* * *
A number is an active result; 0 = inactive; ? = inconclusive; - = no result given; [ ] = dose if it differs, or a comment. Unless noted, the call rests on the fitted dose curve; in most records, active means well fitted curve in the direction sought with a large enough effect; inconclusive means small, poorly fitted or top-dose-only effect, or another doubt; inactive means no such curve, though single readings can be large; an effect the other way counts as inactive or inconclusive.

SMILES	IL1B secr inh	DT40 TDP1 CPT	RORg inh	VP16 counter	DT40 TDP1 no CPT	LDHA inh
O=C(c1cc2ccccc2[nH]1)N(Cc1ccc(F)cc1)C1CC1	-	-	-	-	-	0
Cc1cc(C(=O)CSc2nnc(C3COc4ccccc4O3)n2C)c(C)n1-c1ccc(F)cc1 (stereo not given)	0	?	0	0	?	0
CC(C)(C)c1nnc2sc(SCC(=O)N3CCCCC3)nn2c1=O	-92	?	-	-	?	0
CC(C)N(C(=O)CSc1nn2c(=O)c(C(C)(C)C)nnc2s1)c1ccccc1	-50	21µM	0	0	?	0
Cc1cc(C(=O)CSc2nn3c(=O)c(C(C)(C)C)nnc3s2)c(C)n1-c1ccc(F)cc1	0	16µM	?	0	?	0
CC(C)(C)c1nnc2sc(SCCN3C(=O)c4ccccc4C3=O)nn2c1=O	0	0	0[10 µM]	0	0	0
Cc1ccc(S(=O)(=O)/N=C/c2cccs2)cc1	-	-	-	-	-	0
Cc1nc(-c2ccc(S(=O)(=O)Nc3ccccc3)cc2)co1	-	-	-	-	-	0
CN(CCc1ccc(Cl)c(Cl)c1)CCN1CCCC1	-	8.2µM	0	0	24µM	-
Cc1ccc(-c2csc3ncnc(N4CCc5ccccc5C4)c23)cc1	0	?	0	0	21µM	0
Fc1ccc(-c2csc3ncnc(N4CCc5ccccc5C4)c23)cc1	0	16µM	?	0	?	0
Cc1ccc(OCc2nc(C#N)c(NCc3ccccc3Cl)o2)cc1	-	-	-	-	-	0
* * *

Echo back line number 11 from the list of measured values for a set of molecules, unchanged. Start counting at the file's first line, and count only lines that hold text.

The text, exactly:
CN(CCc1ccc(Cl)c(Cl)c1)CCN1CCCC1	-	8.2µM	0	0	24µM	-